Piers J. Sellers is the deputy director of Sciences and Exploration at the NASA Goddard Space Flight Center and acting director of its Earth Sciences Division. As an astronaut, he visited the International Space Station three times and walked in space six times. Sellers is also the ‘boss’ of NASA’s Gavin Schmidt.
Excerpts from Sellers from January 16, 2016 New York Times:
I’m a climate scientist who has just been told I have Stage 4 pancreatic cancer.This diagnosis puts me in an interesting position. I’ve spent much of my professional life thinking about the science of climate change, which is best viewed through a multidecadal lens. At some level I was sure that, even at my present age of 60, I would live to see the most critical part of the problem, and its possible solutions, play out in my lifetime. Now that my personal horizon has been steeply foreshortened, I was forced to decide how to spend my remaining time. Was continuing to think about climate change worth the bother?…
Last year may also be seen in hindsight as the year of the Death of Denial. Globally speaking, most policy makers now trust the scientific evidence and predictions, even as they grapple with ways to respond to the problem. And most Americans — 70 percent, according to a recent Monmouth University poll — believe that the climate is changing. So perhaps now we can move on to the really hard part of this whole business….
There is no convincing, demonstrated reason to believe that our evolving future will be worse than our present, assuming careful management of the challenges and risks….
While many have mocked this accord as being toothless and unenforceable, it is noteworthy that the policy makers settled on a number that is based on the best science available and is within the predictive capability of our computer models.It’s doubtful that we’ll hold the line at 2 degrees Celsius, but we need to give it our best shot. With scenarios that exceed that target, we are talking about enormous changes in global precipitation and temperature patterns, huge impacts on water and food security, and significant sea level rise. As the predicted temperature rises, model uncertainty grows, increasing the likelihood of unforeseen, disastrous events.All this as the world’s population is expected to crest at around 9.5 billion by 2050 from the current seven billion. Pope Francis and a think tank of retired military officers have drawn roughly the same conclusion from computer model predictions: The worst impacts will be felt by the world’s poorest, who are already under immense stress and have meager resources to help them adapt to the changes. They will see themselves as innocent victims of the developed world’s excesses. Looking back, the causes of the 1789 French Revolution are not a mystery to historians; looking forward, the pressure cooker for increased radicalism, of all flavors, and conflict could get hotter along with the global temperature….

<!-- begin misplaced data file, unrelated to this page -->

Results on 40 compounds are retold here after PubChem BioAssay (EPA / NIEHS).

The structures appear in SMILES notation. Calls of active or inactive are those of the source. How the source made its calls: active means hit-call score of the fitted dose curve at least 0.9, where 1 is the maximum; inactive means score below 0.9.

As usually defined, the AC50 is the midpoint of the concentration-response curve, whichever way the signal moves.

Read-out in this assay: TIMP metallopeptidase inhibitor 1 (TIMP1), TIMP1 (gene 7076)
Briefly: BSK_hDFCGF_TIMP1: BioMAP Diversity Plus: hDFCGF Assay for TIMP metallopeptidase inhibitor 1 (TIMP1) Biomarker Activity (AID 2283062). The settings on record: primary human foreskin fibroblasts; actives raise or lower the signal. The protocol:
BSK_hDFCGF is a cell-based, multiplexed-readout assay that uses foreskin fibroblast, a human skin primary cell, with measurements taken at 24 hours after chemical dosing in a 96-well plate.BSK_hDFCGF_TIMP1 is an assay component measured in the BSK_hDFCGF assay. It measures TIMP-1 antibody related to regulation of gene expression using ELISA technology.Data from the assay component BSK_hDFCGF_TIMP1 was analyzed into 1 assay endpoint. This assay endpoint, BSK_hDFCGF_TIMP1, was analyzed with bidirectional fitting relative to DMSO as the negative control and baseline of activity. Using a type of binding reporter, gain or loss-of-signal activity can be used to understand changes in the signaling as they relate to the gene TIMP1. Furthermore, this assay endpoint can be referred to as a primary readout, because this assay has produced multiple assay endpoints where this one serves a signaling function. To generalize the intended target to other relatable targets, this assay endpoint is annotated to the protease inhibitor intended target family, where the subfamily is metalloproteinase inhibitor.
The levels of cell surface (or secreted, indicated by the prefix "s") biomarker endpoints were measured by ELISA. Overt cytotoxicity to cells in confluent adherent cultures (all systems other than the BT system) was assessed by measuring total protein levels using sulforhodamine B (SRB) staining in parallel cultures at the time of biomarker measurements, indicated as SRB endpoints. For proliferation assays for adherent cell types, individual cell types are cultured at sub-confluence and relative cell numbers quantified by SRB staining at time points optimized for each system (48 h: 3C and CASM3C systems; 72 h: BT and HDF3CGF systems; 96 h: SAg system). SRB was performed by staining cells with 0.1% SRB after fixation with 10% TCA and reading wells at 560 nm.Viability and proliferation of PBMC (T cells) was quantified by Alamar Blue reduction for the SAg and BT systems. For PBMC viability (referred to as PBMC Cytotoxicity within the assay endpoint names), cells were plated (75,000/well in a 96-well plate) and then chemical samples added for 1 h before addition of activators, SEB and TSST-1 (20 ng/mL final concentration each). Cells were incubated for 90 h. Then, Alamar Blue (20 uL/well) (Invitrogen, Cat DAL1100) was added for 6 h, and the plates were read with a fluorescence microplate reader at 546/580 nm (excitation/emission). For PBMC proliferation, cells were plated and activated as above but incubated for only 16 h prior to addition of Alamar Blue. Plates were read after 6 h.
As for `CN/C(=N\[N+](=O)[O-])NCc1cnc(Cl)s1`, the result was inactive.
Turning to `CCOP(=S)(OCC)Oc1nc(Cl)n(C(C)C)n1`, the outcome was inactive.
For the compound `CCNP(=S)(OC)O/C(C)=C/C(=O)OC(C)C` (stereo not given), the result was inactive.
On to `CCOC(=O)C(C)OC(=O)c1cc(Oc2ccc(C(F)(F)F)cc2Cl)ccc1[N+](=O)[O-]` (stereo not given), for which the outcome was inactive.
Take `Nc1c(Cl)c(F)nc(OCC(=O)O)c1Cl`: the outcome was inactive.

And so, I’m going to work tomorrow.”
End excerpt of Sellers from NYT.
Former Harvard University Physicist Dr. Lubos Motl Responds to NASA’s Sellers:
‘When religious beliefs trump one’s life – A heartbreaking opinion piece by a climate alarmist’ – “This opinion piece is perhaps the first essay by a climate alarmist that I have ever read and that I would label as “heartbreaking”. Adjectives like “cynical”, “self-serving”, and “hypocritical” come to us much more frequently.
Dr. Motl: “Wow. Just wow. This calmness and the continuing focus on irrelevant stupidities is something that I find hard to imagine. This man has to be a true believer in his religion.
Sellers’ text is so unbelievably detached from “what you would expect to be important.”
…In the New York Times opinion piece, his true belief in all these irrelevancies and fantasies – something he has wasted much of his professional career with – is manifesting itself in innocent ways. But such a fanatical belief must be very dangerous in other contexts, right? In Michael Crichton’s State of Fear, the climate ecoterrorists have organized “fake natural catastrophes” to increase the people’s fear of climate change. I can surely imagine that people of Sellers’ type and level of a belief could start to do such things.At any rate, I wish him to get as much pleasure from life as he can.
Would you speculate about the question whether some change of the largely ill-defined global mean temperature from an ill-defined base to an ill-defined moment will be 2.0 °C or 2.3 °C? This man does. The minimum error margin isn’t much lower than 1 °C, however, and even 40 °C of warming would be way safer than the disease he’s been diagnosed with. I think that most people would think how many months of life await them.
Sellers dedicated one long paragraph to “the year 2015 in the climate hysteria”. It’s been the “warmest year by far”. Well, not that the ranking is important but the satellites showed it as the 3rd warmest year, by far cooler than the warmest one, 1998. But maybe Sellers, an acting director at NASA, shares the belief with some other climate alarmists that satellites don’t exist or they can’t be useful to address such questions. At any rate, the year 2015 was not interesting in the climate science or the climate hysteria “cause”. It was just another year of excuses and misinterpretations. The year 2016 will also be just another year in which climate alarmism very slowly dies away, too – while certain people increasingly unrealistically work on escalating this hysteria instead.”